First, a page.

A Froghopper or Spittlebug, Bathylus albicincta

On a final note and again not about leaves, we have noticed the most incredible abundance of Onion Orchids (Microtis sp) in our bush this year. So much is different this year, but we’ve really been struck by how many patches there are nestled amongst the tussock grasses.

One of many Onion Orchids flowering this year.

The Riders

I’ve been keeping an eye on a pair of Australasian Grebes (Tachybaptus novaehollandiae) that have built a nest raft on a little dam in the Muckleford Forest, waiting for the moment they start taking their chicks for rides out onto the water. Sure enough, this week they had their three tiny chicks out and about.

It was quite impressive to see how well hidden the three chicks were under the wings of the parent that was carrying them.

One of the young about to join its siblings under the wings

While one parent had the chicks snuggled under wings, the other was out foraging and bringing food back to the little clutch.

Some food for the little ones.

The young would stay well hidden except when food arrived or when time came for the parents to swap roles. It was great to watch the smooth changeover – a few chattering calls and the young ones slide off the back of one parent and climbed up onto the other.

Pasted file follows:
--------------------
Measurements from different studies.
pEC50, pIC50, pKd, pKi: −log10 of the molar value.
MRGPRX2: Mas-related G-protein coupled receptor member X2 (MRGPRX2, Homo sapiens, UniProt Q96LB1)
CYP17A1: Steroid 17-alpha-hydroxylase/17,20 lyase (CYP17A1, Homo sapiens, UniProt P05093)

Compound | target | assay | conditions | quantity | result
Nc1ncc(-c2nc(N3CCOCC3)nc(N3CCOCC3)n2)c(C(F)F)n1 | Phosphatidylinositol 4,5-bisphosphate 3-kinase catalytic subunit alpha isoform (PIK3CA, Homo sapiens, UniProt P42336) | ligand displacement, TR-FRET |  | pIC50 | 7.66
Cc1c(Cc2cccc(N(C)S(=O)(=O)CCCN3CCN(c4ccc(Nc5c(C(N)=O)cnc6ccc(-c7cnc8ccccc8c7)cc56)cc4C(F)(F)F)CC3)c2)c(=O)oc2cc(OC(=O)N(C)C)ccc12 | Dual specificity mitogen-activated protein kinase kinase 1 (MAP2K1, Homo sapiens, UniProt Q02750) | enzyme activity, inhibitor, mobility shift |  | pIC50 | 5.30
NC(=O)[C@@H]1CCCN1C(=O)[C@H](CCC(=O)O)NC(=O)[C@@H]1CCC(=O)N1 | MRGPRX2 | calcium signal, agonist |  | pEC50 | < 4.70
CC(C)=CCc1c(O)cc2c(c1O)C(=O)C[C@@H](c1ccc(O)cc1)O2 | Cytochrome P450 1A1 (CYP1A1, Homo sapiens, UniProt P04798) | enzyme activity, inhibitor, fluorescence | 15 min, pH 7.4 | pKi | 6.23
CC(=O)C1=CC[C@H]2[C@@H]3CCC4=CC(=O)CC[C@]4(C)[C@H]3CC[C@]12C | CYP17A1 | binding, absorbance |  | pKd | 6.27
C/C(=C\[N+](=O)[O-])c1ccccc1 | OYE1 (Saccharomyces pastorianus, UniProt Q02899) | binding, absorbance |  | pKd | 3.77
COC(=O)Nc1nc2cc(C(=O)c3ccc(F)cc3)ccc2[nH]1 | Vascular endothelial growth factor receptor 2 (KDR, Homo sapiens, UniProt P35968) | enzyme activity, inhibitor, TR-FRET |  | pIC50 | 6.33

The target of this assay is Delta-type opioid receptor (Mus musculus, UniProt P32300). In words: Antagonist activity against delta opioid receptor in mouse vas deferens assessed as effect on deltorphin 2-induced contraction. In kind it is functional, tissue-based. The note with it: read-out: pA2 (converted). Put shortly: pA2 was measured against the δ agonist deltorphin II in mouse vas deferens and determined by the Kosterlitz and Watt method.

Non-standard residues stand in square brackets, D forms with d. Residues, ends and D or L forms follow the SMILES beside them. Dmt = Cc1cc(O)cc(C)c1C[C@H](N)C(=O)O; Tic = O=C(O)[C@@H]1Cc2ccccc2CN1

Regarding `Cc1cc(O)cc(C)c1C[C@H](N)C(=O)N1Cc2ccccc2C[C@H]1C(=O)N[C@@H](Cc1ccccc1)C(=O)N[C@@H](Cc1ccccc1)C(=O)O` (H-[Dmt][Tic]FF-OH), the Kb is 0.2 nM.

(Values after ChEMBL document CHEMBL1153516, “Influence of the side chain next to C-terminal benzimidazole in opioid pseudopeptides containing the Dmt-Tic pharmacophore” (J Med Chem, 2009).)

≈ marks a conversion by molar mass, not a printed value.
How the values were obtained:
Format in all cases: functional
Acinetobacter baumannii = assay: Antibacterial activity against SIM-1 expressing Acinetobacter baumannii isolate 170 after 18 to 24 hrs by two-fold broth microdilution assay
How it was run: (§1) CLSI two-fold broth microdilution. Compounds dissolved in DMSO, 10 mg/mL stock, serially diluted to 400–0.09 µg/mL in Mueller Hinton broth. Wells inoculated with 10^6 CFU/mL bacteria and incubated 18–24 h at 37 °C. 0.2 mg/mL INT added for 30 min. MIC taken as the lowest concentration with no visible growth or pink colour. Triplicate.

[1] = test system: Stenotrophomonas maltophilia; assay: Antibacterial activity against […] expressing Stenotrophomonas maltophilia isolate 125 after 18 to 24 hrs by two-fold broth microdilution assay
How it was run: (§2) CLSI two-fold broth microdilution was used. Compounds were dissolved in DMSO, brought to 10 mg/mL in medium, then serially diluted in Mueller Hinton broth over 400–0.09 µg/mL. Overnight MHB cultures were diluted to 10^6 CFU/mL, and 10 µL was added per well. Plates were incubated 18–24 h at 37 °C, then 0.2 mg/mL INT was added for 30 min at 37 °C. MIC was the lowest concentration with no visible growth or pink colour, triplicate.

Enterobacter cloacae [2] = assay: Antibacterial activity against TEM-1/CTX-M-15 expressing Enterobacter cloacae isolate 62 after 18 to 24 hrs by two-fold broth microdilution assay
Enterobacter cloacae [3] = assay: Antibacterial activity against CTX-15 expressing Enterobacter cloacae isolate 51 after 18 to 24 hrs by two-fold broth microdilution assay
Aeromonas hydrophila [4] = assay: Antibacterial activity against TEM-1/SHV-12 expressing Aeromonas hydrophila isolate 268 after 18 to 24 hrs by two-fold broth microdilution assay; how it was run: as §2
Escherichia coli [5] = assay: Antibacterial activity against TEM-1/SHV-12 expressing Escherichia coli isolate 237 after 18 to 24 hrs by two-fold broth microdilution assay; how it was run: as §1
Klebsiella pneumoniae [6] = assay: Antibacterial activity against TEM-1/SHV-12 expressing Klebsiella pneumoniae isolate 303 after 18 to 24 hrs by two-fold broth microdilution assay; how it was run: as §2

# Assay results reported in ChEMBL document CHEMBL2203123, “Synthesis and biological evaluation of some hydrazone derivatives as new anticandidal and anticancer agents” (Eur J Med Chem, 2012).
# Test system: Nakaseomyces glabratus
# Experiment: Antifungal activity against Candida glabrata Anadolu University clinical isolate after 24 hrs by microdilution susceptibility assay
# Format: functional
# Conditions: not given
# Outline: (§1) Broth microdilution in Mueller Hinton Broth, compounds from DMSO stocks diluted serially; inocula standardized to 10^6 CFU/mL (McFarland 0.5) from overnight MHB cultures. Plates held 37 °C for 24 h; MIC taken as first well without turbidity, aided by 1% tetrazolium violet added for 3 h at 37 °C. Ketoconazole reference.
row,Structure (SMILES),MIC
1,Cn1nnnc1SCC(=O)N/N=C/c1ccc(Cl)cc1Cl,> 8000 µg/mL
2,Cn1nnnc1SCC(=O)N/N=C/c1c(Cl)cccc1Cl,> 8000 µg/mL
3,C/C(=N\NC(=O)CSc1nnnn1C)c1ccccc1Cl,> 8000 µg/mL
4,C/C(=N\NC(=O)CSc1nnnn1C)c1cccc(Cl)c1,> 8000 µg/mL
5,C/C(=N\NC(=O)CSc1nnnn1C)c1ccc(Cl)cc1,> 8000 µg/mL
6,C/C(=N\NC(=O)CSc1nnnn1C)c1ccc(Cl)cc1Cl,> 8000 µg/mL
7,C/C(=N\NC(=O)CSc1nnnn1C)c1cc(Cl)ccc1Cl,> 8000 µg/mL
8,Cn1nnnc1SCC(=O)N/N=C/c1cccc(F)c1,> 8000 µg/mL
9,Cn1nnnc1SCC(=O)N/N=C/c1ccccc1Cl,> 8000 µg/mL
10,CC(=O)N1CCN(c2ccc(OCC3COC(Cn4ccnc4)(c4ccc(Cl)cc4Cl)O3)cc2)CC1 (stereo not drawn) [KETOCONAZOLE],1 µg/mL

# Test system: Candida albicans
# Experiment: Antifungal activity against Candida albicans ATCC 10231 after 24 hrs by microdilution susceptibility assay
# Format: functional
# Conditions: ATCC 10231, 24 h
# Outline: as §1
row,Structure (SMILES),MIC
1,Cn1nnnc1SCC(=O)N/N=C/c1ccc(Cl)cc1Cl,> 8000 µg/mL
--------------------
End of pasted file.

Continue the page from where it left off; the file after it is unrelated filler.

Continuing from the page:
Climbing into position.
Getting excited about some food.
And into the water
On still waters

Newstead Landcare presentation cancelled due to floods

Alas, with the very high risk of flooding around Newstead and Central Victoria, we’ve decided to cancel our presentation by Barry Golding tomorrow night. Barry will do the presentation for us early in 2023. We will still have our very brief AGM via Zoom.

Topic: Newstead Landcare AGM 2022
Time: Oct 13, 2022 07:30 PM Canberra, Melbourne, Sydney

Join Zoom Meeting

Meeting ID: 713 1175 5637
Passcode: 7SHtQ8

Our land at contact

The arrival of Europeans in Australia produced profound changes across the continent. It can be hard to know exactly what the landscape looked like before this dramatic upheaval. The documents left by the earliest intruders can give us a few clues. Professor Barry Golding of Federation University has combed through historical records to put together a picture of how the land around Newstead and its environs may have looked prior to contact. From the extensive permanent ponds on the Loddon containing literally tonnes of Murray Cod to the vast meadows of Yam Daisies (Myrnong), some of the descriptions Barry has found give us a glimpse of the extraordinary richness of our neck of the woods. Barry will be presenting some of his findings at Newstead Landcare Group’s AGM on Thursday October 13th. The presentation will start at 7.30pm at Newstead Community Centre. A very brief AGM will follow. All are welcome to attend, gold coin donations appreciated.